1. Programs continue to improve — even in the areas where retailers are the most mature, continued improvement in the coming years remains a goal.
  2. Energy managers understand the importance of maintaining relationships with internal and external stakeholders for effectively managing energy consumption.
  3. Retail energy management programs can yield the most results by prioritizing and aligning energy goals with other company priorities.
  4. For each dimension, there is at least one retailer at a “leading” maturity level

“As new technologies and approaches evolve, so will energy management strategies and opportunities for research and leading practice sharing. We look forward to continuing to engage retail energy executives as the industry’s energy management programs evolve and mature,” Hiatt added.

Meanwhile, RILA’s 2015 Sustainability Report tracks the current status and projections of 42 retail companies’ energy programs along 27 dimensions that RILA created to define an effective retail sustainability program.

The report aligns with a tool RILA released earlier this year called the Retail Sustainability Management Maturity Model. In addition to detailing retailers’ current status along each dimension, the report notes where they expect to be in 2017. This provides a valuable snapshot of both current progress as well as future expectations.

“Retailers’ sustainability programs continue to evolve as their focus is honed, business resources are aligned, and the breadth of activities expand,” said Adam Siegel, VP of sustainability and compliance at RILA. “As more retailers build their sustainability strategies and report on their successes, they will further solidify the business case for sustainability. That, in turn, will increase commitment to these programs and expand programs' resources, building momentum across the industry.”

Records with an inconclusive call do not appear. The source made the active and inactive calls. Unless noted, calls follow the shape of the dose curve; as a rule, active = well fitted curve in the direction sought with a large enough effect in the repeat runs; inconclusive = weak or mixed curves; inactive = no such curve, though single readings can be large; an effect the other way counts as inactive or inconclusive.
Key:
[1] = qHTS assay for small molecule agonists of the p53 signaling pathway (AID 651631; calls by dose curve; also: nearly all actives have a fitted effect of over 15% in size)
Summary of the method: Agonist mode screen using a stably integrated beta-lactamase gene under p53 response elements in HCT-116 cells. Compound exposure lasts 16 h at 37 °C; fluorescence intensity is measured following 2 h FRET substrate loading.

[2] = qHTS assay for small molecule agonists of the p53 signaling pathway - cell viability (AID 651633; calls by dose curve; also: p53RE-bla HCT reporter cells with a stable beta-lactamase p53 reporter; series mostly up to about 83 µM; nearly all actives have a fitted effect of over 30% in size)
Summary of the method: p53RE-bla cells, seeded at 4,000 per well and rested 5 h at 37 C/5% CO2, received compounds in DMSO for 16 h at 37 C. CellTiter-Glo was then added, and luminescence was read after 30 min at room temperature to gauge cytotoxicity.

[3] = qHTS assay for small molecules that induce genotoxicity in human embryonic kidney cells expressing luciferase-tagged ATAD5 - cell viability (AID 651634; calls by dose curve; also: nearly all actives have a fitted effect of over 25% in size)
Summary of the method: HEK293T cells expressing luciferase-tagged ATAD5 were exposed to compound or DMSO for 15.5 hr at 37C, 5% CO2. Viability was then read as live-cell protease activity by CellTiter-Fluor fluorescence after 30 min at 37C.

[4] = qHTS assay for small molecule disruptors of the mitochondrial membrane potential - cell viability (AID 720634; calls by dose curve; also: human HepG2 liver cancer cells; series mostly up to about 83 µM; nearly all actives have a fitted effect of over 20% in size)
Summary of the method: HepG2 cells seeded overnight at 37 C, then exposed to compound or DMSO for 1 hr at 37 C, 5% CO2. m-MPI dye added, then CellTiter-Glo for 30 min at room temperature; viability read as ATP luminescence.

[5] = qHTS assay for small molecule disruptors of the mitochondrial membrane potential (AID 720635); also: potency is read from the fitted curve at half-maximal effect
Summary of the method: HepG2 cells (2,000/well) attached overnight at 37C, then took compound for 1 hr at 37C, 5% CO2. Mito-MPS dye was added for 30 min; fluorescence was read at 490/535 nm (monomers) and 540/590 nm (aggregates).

Among the 27 dimensions measured in the Retail Sustainability Report, there are several key findings of note:

  • Strategy, metrics and measurement, collaborative involvement, warehouses and distribution centers, and waste and recycling currently rank as the most mature dimensions for the industry, meaning that retailers have made the most progress in these areas to date.
  • Conversely, the dimensions in which retail companies are just in the starting phase of development are incentives and stakeholder engagement.
  • The sustainability program dimensions that retailers project will grow significantly in the next two years are strategy, materiality and risk identification, goals, governance and executive engagement, employee engagement, marketing campaigns, warehouse and distribution centers, supplier engagement, and waste and recycling.

While previous reports highlighted the major trends and best practices in the industry in a case-study format, this third Retail Sustainability Report complements the first two by providing a detailed view of current and future maturity.

All reports are available for download at www.rila.org/sustainability.